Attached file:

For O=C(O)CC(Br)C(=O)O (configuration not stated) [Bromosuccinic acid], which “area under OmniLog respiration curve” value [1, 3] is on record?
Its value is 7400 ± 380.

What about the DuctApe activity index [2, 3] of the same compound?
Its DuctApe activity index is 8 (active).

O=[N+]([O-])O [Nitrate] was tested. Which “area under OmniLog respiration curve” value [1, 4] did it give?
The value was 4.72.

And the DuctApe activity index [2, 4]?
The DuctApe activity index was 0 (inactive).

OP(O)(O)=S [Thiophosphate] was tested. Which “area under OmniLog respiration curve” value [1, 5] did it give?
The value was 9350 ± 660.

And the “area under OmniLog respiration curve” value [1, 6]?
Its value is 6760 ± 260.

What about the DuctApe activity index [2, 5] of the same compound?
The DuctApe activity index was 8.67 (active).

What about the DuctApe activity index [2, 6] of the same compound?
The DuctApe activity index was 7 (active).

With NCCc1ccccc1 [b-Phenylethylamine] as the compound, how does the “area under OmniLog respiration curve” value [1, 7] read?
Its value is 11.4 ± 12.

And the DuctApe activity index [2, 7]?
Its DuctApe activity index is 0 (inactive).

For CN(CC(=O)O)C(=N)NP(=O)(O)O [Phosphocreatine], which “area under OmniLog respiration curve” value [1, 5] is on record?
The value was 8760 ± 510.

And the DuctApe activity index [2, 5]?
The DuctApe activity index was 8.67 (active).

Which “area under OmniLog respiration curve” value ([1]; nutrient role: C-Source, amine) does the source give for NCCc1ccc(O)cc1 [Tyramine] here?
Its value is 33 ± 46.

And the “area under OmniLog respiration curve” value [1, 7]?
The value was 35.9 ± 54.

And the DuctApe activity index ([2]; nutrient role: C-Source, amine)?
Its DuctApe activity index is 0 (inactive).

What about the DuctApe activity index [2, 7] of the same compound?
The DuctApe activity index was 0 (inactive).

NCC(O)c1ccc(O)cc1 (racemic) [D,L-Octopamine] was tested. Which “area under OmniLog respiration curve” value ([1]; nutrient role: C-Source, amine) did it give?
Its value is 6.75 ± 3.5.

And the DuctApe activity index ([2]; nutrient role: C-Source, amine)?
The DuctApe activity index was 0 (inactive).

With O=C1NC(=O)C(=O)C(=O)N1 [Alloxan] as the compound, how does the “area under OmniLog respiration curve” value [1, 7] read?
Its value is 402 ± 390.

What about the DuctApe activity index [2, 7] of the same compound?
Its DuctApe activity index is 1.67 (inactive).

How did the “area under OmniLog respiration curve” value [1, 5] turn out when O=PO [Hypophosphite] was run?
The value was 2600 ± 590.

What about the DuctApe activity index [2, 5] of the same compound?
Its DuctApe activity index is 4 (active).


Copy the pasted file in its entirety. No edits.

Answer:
For O=C(O)CC(Br)C(=O)O (configuration not stated) [Bromosuccinic acid], which “area under OmniLog respiration curve” value [1, 3] is on record?
Its value is 7400 ± 380.

What about the DuctApe activity index [2, 3] of the same compound?
Its DuctApe activity index is 8 (active).

O=[N+]([O-])O [Nitrate] was tested. Which “area under OmniLog respiration curve” value [1, 4] did it give?
The value was 4.72.

And the DuctApe activity index [2, 4]?
The DuctApe activity index was 0 (inactive).

OP(O)(O)=S [Thiophosphate] was tested. Which “area under OmniLog respiration curve” value [1, 5] did it give?
The value was 9350 ± 660.

And the “area under OmniLog respiration curve” value [1, 6]?
Its value is 6760 ± 260.

What about the DuctApe activity index [2, 5] of the same compound?
The DuctApe activity index was 8.67 (active).

What about the DuctApe activity index [2, 6] of the same compound?
The DuctApe activity index was 7 (active).

With NCCc1ccccc1 [b-Phenylethylamine] as the compound, how does the “area under OmniLog respiration curve” value [1, 7] read?
Its value is 11.4 ± 12.

And the DuctApe activity index [2, 7]?
Its DuctApe activity index is 0 (inactive).

For CN(CC(=O)O)C(=N)NP(=O)(O)O [Phosphocreatine], which “area under OmniLog respiration curve” value [1, 5] is on record?
The value was 8760 ± 510.

And the DuctApe activity index [2, 5]?
The DuctApe activity index was 8.67 (active).

Which “area under OmniLog respiration curve” value ([1]; nutrient role: C-Source, amine) does the source give for NCCc1ccc(O)cc1 [Tyramine] here?
Its value is 33 ± 46.

And the “area under OmniLog respiration curve” value [1, 7]?
The value was 35.9 ± 54.

And the DuctApe activity index ([2]; nutrient role: C-Source, amine)?
Its DuctApe activity index is 0 (inactive).

What about the DuctApe activity index [2, 7] of the same compound?
The DuctApe activity index was 0 (inactive).

NCC(O)c1ccc(O)cc1 (racemic) [D,L-Octopamine] was tested. Which “area under OmniLog respiration curve” value ([1]; nutrient role: C-Source, amine) did it give?
Its value is 6.75 ± 3.5.

And the DuctApe activity index ([2]; nutrient role: C-Source, amine)?
The DuctApe activity index was 0 (inactive).

With O=C1NC(=O)C(=O)C(=O)N1 [Alloxan] as the compound, how does the “area under OmniLog respiration curve” value [1, 7] read?
Its value is 402 ± 390.

What about the DuctApe activity index [2, 7] of the same compound?
Its DuctApe activity index is 1.67 (inactive).

How did the “area under OmniLog respiration curve” value [1, 5] turn out when O=PO [Hypophosphite] was run?
The value was 2600 ± 590.

What about the DuctApe activity index [2, 5] of the same compound?
Its DuctApe activity index is 4 (active).